Don’t want to make a down payment on your upcoming purchase of a house? That’s okay, and you might get a better deal out it.
Not every mortgage loan requires a down payment. The size of your down payment is completely up to you.
And, just because you opt for a no-down payment loan, it doesn’t mean you’ll pay higher costs as compared to everyone else. You’ll likely pay less.
There are two reasons why.
First, interest rates on 100% loans are often set below the market’s general interest rates for home loans; and, second, the costs of mortgage insurance are often reduced or removed completely.
Sounds strange, right? You wouldn’t think that a 100% mortgage costs less than a mortgage with a down payment — but it’s true.
And it’s because of the government.
Many years ago, through its various mortgage agencies, the government began making 100% mortgages available to specific groups of people, such as active military and veterans; and, owners of suburban and rural homes.
The key qualifier: no-down payment loans could only be used for main residences. Investment properties and rentals were not allowed. And, what the government found was that these 100% loans did pretty well, actually. They out-performed the loans made to the general population.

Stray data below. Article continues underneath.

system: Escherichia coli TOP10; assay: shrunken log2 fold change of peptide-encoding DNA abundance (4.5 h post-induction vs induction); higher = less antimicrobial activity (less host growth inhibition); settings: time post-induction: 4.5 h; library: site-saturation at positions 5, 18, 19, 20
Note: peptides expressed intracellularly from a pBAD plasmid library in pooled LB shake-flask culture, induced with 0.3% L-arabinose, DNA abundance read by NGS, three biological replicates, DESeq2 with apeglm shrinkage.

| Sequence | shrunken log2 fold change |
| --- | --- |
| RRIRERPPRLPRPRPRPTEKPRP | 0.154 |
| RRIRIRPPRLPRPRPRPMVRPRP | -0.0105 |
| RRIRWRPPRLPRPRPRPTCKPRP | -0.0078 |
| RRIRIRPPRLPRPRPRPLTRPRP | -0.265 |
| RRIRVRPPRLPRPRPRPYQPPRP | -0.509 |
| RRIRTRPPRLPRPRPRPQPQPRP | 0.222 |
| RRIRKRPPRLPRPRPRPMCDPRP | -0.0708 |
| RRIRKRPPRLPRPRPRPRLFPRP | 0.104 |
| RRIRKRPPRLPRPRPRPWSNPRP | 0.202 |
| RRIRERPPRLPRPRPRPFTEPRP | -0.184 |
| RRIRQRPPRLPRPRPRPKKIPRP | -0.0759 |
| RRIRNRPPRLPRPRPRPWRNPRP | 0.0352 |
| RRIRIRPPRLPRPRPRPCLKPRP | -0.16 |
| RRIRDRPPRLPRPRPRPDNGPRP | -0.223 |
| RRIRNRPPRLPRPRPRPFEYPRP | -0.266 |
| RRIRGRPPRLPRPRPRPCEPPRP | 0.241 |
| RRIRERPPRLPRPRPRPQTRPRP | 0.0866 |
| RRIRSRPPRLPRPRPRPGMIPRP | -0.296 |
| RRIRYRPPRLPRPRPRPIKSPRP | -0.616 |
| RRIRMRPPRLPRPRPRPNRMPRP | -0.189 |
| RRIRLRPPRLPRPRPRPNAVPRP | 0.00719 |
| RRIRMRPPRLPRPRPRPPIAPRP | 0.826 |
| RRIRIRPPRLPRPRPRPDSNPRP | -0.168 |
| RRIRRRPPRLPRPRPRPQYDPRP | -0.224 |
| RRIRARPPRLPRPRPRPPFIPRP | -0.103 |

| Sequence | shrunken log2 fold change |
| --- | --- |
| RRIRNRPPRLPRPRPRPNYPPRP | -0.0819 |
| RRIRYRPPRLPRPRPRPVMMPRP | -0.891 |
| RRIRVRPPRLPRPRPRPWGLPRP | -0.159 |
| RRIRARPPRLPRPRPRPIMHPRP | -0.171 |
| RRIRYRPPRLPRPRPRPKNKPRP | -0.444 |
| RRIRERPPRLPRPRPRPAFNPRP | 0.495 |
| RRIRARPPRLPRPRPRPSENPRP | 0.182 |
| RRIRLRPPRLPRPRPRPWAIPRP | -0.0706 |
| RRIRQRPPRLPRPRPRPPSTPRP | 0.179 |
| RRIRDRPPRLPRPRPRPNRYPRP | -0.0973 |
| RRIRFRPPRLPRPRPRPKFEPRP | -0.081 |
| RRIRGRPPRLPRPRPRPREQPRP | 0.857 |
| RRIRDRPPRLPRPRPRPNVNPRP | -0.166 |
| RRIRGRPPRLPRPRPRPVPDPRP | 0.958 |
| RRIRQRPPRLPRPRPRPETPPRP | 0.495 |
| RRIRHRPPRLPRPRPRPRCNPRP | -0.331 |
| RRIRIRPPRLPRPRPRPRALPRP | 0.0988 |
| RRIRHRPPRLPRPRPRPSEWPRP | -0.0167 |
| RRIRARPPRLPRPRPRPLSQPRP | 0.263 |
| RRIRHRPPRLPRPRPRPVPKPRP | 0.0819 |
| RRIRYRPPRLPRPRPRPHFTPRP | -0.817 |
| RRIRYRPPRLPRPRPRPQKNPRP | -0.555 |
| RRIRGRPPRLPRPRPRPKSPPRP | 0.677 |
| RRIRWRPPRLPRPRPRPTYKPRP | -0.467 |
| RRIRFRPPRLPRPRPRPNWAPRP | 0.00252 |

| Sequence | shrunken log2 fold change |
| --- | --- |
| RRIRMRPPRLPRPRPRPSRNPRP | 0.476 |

On that success, the programs multiplied.
Today, no-down-payment loans cover other groups of people such as doctors, educators, and first responders; and, people who buy and repair abandoned dilapidated homes.
They exist through the government and its agencies, and through lenders and local communities. Ask your lender about which programs might fit for you.
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Debt-to-income ratio is the basis and building block for almost every mortgage approval.